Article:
It was reported yesterday that Joy Williams, who had lived with her partner for 18 years, had won her court battle to receive her partner's share of the home that they bought jointly in 2009.

The case arose following her partner's death and due to the fact that her partner, Norman Martin, was still married at the time of his death. He had failed to update his old Will, meaning that his estate passed under the terms of his Will to his estranged wife. 

Ms Williams is quoted as saying that  "this level of serious relationship is not currently recognised by the law" and other commentators have highlighted the need for the law to change to give legal rights to unmarried couples. 

But does the law need to change to recognise an unmarried partners rights on the death of the other partner?

This is a very unusual set of circumstances as firstly Mr Martin was in a long term relationship with Ms Williams but was still married. Secondly, he had failed to update his Will and so had a Will in place leaving presumably the bulk of his estate to his wife.

Had Mr Martin divorced his wife then the divorce will have caused his will to take effect as if his wife had died before him, unless he had expressed a contrary intention in the Will. So had Mr Martin divorced Mrs Martin then his share of the property would not have passed to Mrs Martin and Ms Williams may not have had to go to Court to assert her right to the property.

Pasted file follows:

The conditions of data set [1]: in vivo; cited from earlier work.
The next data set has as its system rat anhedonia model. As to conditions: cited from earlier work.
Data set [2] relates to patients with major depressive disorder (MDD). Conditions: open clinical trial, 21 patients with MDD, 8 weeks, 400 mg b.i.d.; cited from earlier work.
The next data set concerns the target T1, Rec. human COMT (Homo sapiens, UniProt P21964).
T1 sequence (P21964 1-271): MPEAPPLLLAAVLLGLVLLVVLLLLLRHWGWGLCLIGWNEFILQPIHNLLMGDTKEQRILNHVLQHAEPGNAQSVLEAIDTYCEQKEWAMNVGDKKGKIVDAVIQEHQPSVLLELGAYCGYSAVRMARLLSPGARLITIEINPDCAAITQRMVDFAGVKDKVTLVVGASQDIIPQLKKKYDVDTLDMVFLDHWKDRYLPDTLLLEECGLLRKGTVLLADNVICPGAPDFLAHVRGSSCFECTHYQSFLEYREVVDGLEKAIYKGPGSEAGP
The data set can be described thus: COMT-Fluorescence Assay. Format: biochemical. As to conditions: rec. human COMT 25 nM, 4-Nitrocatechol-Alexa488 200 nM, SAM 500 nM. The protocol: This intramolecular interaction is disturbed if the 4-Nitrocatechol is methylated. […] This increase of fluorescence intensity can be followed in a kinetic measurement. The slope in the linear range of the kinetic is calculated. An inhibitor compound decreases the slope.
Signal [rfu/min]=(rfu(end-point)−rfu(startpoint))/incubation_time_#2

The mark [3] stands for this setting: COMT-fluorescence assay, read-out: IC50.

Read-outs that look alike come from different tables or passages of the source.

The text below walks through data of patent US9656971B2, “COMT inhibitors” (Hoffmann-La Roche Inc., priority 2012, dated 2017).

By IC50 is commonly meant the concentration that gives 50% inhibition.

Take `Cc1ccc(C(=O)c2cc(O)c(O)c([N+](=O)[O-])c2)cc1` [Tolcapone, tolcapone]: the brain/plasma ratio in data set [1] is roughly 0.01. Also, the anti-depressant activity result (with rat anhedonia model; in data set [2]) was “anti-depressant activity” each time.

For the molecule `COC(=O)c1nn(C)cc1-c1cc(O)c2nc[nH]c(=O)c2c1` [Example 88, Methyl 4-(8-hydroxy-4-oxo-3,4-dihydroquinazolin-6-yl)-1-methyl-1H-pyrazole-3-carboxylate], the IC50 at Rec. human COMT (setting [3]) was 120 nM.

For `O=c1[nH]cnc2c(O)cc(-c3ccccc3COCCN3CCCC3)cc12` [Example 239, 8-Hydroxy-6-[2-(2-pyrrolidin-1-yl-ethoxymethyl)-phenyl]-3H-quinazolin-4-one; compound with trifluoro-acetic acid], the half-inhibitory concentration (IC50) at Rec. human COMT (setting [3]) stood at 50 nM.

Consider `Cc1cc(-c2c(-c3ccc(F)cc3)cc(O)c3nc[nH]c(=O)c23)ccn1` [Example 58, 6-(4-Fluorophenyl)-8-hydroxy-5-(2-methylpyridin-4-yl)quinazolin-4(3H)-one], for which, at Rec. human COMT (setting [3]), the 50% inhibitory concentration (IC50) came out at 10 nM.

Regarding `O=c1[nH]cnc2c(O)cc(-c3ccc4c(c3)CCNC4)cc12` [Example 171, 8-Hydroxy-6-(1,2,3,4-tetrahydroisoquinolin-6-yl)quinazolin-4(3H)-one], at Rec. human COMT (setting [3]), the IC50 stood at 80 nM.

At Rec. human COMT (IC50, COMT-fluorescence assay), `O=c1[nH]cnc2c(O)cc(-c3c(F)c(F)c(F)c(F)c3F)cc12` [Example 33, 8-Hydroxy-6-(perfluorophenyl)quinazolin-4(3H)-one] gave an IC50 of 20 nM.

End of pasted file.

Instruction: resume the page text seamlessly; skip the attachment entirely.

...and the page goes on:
Perhaps more fundamentally, had Mr Martin updated his Will and specified in his Will that his share of the property was to pass to Ms Williams then this issue would have been avoided. Another option would have been for Mr Martin and Ms Williams to own the property as joint tenants, thus ensuring that on his death his share of the property passed automatically to Ms Williams, in spite of what his Will said.

Mr Martin did none of those things but Ms Williams was still able to rely on the provisions of the Inheritance (Provision for Family and Dependants) Act 1975 , which specifically allows for individuals who have cohabited with the deceased for a period of at least two years to bring a claim against the deceased partner's estate in the event that no provision, or unreasonable provision, has been made for them.

This shows that there are ways for unmarried couples to make provision for each other on death and without the law changing. The most obvious way is through their Wills or the way in which they structure the ownership of jointly held property.  And for those that don't make adequate arrangements during lifetime the provisions of the Inheritance (Provision for Family and Dependants) Act 1975 give the surviving partner the opportunity to rectify the situation post death.